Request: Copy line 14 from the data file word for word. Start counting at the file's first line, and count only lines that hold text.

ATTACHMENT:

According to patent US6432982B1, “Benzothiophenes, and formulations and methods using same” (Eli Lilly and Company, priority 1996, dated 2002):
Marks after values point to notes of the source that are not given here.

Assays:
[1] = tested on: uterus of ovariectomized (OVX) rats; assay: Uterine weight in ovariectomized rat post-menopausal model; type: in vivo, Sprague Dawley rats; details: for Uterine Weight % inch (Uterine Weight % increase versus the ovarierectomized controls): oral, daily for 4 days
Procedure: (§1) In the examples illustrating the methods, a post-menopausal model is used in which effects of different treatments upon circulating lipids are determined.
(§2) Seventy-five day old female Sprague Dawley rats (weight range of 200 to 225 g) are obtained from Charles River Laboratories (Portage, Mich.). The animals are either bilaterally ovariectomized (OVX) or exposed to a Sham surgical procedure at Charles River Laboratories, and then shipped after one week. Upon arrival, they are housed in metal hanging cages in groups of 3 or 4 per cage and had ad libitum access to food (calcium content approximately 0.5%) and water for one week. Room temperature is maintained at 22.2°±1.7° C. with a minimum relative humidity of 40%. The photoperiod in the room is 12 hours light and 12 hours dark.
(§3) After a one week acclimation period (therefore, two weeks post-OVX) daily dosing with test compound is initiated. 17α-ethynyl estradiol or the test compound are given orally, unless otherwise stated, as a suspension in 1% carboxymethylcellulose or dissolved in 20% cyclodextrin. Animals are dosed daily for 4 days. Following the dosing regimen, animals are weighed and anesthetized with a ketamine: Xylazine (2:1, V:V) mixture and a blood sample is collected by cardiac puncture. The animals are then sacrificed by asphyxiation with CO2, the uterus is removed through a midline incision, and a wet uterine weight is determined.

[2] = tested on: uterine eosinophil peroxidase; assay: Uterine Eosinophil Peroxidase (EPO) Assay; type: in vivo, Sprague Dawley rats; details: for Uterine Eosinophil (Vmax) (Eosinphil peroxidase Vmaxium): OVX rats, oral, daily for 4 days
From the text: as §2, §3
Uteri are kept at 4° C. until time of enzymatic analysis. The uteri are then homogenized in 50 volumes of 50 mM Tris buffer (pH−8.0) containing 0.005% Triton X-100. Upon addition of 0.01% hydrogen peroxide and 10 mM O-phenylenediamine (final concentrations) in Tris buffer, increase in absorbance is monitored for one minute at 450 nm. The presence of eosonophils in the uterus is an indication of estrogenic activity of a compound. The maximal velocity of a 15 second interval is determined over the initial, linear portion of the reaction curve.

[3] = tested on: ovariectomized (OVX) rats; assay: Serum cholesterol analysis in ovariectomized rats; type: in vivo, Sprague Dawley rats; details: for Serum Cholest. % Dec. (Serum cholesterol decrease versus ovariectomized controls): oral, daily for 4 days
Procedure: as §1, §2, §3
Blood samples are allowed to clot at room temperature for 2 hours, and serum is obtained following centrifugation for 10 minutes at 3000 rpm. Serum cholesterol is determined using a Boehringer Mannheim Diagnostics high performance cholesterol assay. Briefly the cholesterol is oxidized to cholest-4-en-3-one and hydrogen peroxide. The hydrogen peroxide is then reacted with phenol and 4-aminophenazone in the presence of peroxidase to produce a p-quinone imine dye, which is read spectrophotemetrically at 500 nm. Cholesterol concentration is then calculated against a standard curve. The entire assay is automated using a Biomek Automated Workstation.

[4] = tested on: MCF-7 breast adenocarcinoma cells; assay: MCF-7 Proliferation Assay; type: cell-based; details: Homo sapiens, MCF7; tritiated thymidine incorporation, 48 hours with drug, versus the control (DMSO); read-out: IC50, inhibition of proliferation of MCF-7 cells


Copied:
[4] = tested on: MCF-7 breast adenocarcinoma cells; assay: MCF-7 Proliferation Assay; type: cell-based; details: Homo sapiens, MCF7; tritiated thymidine incorporation, 48 hours with drug, versus the control (DMSO); read-out: IC50, inhibition of proliferation of MCF-7 cells